The Bright Side of Life
Acts 2:44-47
And all that believed were together, and had all things common;…

There are two sides to every street and to every life — the bright and the dark. The man who deliberately chooses the latter must look to himself for companionship, but the man who elects the former will not lack society. The double attraction of his circumstances and his example will prove irresistible.

2. The bright side exists not only in spacious avenues fringed with lordly mansions, but in narrow lanes flanked by lowly cottages. The cheerful Christian draws satisfaction from, and shows it in, not only life's great occasions, but in life's commonplace acts. You can form no judgment of the spirit of a man when he is being united to his bride, when successful in business, or when on a holiday. Watch him at the table, or in some ordinary duty, and you will be able most accurately to gauge his character.


1. Gladness. We like to see a man — particularly if he be a guest — thoroughly enjoy his meal. To see him daintily picking over half of it, and sending the other half untasted away, grieves the generous host, and excites commiseration for the man who cannot relish wholesome food. The illustration may be expanded so as to embrace the whole of life. The good workman is glad with his work and glad to do it. There is no gladness for a good mother like that excited by and indulged in home and children. And for the good Christian perfect gladness is only to be found in the blessed work that God has given him to do. But insipidity or disagreeableness in any of these relations is invariably attended by poor if not bad effects.

2. Singleness of heart — a word only occurring here in the New Testament — means soil from which all stones are cleared; and hence even and smooth, presenting no obstacle to the object passing over it. So these good people did not wait till conscience thundered that while they were feasting others were starving. Nor had they to clear away a number of prudential considerations, and make a number of troublesome calculations before their beneficence could find free play. All hindrances were already swept away by the fresh vigorous tide of charity which resulted from the copious baptism of the Holy Ghost. Surely this singleness of mind is wanted everywhere. What trouble is caused by anxious thought about the future at home and in the market place. What energies are paralysed when the thought of interest is allowed to mingle with the single thought of duty. How many Christians are kept back from joyous Christian service by allowing the disturbing thought of what other people will think or feel to upset the simple conviction that God's will ought to be done. Get these thoughts swept out of the mind by the power of the Spirit, and then let the current of activity flow straight forward, and life will be bright. Otherwise it will be gloomy-a mixture of light and darkness — or hopelessly dark.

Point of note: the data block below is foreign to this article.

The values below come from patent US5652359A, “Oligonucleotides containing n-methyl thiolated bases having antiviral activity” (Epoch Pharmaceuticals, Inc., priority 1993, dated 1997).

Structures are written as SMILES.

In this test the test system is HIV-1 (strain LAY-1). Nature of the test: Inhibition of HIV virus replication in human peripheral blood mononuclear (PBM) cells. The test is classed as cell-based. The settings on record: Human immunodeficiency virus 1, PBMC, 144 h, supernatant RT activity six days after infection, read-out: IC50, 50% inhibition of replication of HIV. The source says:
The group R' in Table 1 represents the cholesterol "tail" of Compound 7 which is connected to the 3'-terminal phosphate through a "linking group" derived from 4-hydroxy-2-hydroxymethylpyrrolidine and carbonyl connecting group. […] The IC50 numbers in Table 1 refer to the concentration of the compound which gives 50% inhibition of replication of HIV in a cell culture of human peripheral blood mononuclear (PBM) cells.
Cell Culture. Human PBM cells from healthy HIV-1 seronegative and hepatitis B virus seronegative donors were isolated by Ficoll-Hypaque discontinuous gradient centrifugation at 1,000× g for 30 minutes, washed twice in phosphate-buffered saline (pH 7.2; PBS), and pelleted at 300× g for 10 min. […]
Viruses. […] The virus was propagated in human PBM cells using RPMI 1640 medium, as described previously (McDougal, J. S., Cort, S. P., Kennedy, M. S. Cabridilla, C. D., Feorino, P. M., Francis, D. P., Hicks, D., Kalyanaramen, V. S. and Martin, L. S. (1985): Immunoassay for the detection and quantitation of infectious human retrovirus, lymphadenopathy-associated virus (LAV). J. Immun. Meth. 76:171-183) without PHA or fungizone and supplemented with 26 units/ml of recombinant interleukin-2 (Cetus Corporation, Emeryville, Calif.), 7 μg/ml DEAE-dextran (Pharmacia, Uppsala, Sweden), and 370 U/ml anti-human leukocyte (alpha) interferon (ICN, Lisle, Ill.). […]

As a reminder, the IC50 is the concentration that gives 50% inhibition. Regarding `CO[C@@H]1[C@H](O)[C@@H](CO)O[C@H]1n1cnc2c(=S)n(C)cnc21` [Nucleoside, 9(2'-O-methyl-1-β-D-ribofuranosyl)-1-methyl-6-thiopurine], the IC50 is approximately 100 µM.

3. Thankfulness. He was a happy man who wrote that 103rd Psalm. The unthankful man is never happy, and cannot be. Selfishness and discontent kill all joy.

II. THE BRIGHT SIDE IS THE ATTRACTIVE SIDE. The disciples had "favour with all the people, and the Lord added to the Church." Thus God blesses those who walk on the bright side, and gives them their heart's desire, which is success — the gathering to themselves of a like-minded company. Religious increase is brought about in two conceivable ways — by compulsion and by attraction. The first produces hypocrites, the second only true Christians. It is only when Christians win favour that God adds. Apply this to —

1. Families. How many children have simulated godliness when forced upon them only to cast it away with disgust when the time of independence comes; but how many have risen up to call God blessed by the winsome piety they have seen at home.

2. Society. The estimate which worldly men and women form of religion is derived from what they see of professing Christians. And, alas! much of it is wholly and naturally unfavourable. The time has come to re-try the Pentecostal experiment; not in form but in spirit, a spirit that shall work through established social usages — showing how a Christian can comport himself joyously everywhere, and society will not long remain unchristianised.

3. The Church. So-called Christianity has tried force, indifference, and means calculated only to repel. Let Christians try that which will have favour with the people, use means in the best sense popular, and watch the result.

(J. W. Burn.)

Parallel Verses
KJV: And all that believed were together, and had all things common;

WEB: All who believed were together, and had all things in common.

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